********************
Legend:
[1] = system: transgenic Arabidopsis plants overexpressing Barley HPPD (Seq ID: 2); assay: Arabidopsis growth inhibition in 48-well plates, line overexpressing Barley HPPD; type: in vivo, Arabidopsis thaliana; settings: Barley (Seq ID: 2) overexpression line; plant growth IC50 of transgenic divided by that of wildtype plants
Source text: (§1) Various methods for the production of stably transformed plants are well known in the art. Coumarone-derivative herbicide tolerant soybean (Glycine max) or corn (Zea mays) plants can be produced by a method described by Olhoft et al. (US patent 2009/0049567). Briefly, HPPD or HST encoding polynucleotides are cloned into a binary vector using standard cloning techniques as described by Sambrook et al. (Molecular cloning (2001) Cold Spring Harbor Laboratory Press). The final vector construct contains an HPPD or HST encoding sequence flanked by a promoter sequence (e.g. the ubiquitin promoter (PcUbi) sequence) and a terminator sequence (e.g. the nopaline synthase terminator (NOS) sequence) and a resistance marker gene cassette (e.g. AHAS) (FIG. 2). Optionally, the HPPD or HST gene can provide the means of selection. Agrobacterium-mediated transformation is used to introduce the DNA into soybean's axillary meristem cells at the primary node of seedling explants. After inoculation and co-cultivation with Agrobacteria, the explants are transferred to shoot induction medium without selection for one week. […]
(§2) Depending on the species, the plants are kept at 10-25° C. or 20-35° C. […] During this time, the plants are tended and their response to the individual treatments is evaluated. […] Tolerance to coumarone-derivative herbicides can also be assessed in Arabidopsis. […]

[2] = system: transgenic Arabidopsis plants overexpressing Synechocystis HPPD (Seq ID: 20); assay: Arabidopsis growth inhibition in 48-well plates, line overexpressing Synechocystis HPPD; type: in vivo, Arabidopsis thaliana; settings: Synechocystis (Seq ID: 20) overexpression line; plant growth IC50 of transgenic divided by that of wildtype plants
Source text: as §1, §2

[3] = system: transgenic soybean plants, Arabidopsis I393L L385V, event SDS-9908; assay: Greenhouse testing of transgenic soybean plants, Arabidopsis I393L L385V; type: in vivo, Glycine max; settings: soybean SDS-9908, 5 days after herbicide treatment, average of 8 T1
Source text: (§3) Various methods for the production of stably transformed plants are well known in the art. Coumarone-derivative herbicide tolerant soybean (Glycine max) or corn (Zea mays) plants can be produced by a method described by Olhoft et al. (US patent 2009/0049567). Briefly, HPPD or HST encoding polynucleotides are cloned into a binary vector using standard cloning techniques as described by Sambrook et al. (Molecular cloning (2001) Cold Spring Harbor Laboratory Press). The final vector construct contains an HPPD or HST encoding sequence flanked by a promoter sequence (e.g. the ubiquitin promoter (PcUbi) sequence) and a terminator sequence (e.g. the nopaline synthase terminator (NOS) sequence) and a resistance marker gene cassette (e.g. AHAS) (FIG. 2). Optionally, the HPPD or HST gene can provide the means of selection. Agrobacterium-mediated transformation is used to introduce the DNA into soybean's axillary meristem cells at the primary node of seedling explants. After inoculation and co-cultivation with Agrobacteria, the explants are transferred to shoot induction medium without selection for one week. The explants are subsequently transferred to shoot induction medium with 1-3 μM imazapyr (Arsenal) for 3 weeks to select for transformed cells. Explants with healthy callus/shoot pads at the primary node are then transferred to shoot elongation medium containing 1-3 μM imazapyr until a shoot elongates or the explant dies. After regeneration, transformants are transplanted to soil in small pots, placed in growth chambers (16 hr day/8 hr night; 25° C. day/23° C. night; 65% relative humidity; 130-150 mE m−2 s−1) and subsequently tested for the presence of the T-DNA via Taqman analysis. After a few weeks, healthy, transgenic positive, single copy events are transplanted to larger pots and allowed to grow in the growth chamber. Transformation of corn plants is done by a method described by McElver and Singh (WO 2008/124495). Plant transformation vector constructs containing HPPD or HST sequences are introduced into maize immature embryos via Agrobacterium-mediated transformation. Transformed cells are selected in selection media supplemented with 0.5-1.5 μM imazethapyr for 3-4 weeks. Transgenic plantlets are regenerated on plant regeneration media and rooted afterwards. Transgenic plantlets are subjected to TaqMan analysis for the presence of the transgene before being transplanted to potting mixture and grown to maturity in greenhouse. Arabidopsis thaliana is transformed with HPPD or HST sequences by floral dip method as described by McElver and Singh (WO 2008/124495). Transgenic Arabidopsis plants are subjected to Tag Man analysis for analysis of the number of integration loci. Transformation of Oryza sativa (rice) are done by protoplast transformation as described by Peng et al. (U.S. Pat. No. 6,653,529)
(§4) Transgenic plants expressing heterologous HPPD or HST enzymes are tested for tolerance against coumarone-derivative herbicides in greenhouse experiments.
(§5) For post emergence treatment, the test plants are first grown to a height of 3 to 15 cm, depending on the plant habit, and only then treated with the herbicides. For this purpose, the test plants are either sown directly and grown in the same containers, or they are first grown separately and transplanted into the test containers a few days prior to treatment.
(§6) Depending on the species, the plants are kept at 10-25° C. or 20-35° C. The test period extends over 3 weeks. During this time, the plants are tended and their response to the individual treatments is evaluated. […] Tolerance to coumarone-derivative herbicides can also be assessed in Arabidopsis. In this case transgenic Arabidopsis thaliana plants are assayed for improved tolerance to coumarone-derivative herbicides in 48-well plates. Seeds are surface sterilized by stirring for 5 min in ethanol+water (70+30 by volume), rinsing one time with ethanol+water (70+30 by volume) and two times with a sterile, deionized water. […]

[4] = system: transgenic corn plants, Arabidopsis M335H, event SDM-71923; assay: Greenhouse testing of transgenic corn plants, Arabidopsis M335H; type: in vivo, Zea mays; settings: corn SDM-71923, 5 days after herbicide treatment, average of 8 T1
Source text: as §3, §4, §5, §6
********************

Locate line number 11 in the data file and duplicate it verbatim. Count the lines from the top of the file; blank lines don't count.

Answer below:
(§6) Depending on the species, the plants are kept at 10-25° C. or 20-35° C. The test period extends over 3 weeks. During this time, the plants are tended and their response to the individual treatments is evaluated. […] Tolerance to coumarone-derivative herbicides can also be assessed in Arabidopsis. In this case transgenic Arabidopsis thaliana plants are assayed for improved tolerance to coumarone-derivative herbicides in 48-well plates. Seeds are surface sterilized by stirring for 5 min in ethanol+water (70+30 by volume), rinsing one time with ethanol+water (70+30 by volume) and two times with a sterile, deionized water. […]